Libyan Foreign Minister Mohammad Tahir Seyyale, Greece’s decision to deport Libya’s Ambassador to Athens is unacceptable, he said.
“Libya al-Ahrar” in a statement to the television Seyyal, Greece, maritime jurisdiction areas in the eastern Mediterranean and Turkey signed an agreement on the delimitation reacted to the decision to expel the Libyan ambassador in Athens.
Y Greece’s decision to deport our ambassador to Athens is unacceptable. Greece has no diplomatic representation in Libya. If so, we would deport their ambassador in retaliation. ”
The expulsion of Ambassador Greece is concerned and that the rights to negotiate with the country they want Libya kept hidden they are voicing Seyyal said, “Greece, Limitation of Marine Jurisdiction in the Mediterranean we signed with Turkey if appealing to the Consensus have the right to appeal to the international court.” He said.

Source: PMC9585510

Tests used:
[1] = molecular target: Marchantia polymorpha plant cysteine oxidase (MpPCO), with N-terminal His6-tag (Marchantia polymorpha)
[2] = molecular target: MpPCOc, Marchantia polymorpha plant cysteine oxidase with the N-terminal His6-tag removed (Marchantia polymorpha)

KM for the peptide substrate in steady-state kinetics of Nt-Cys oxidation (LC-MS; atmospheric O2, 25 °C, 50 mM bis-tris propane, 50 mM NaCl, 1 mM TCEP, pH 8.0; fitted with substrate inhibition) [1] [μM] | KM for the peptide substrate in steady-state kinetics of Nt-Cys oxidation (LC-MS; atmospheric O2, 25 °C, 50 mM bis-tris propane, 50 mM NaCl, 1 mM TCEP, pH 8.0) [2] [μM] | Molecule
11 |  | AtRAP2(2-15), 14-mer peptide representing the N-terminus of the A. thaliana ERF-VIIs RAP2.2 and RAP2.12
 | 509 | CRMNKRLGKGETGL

The translation is a bit rough, but yeah, Libya’s outraged that Greece would break off relations with them just because they signed a deal with Turkey to screw them over oil in the region.
So remember that crap reporting from the first day of the NATO summit that had schlock like this?
Yeah, well, to extend their patronizing language: Mommy may have not just thrown Daddy out of the house, but he may be sleeping on the couch.
Almost like more was going on underneath the superficial crap than was generally reported. You’d think papers would know this after . . .
Eons? I think it’s been eons.
Still, Erdogan did get some positive post-summit news .